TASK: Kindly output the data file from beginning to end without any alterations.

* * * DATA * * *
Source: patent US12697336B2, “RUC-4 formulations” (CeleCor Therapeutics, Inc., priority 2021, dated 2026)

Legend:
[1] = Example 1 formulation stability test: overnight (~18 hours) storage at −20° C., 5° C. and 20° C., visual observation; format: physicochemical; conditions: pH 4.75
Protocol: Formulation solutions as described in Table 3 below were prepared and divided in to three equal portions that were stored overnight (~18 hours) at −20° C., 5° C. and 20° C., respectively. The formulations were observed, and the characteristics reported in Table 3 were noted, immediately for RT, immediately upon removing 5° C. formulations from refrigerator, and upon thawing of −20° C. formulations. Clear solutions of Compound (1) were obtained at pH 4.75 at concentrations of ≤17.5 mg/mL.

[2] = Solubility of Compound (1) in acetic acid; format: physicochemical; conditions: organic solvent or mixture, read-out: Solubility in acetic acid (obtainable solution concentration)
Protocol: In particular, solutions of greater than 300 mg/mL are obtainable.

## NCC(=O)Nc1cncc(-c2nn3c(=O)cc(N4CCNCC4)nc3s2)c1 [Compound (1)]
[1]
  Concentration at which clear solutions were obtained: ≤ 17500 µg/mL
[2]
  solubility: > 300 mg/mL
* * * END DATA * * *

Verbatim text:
Source: patent US12697336B2, “RUC-4 formulations” (CeleCor Therapeutics, Inc., priority 2021, dated 2026)

Legend:
[1] = Example 1 formulation stability test: overnight (~18 hours) storage at −20° C., 5° C. and 20° C., visual observation; format: physicochemical; conditions: pH 4.75
Protocol: Formulation solutions as described in Table 3 below were prepared and divided in to three equal portions that were stored overnight (~18 hours) at −20° C., 5° C. and 20° C., respectively. The formulations were observed, and the characteristics reported in Table 3 were noted, immediately for RT, immediately upon removing 5° C. formulations from refrigerator, and upon thawing of −20° C. formulations. Clear solutions of Compound (1) were obtained at pH 4.75 at concentrations of ≤17.5 mg/mL.

[2] = Solubility of Compound (1) in acetic acid; format: physicochemical; conditions: organic solvent or mixture, read-out: Solubility in acetic acid (obtainable solution concentration)
Protocol: In particular, solutions of greater than 300 mg/mL are obtainable.

## NCC(=O)Nc1cncc(-c2nn3c(=O)cc(N4CCNCC4)nc3s2)c1 [Compound (1)]
[1]
  Concentration at which clear solutions were obtained: ≤ 17500 µg/mL
[2]
  solubility: > 300 mg/mL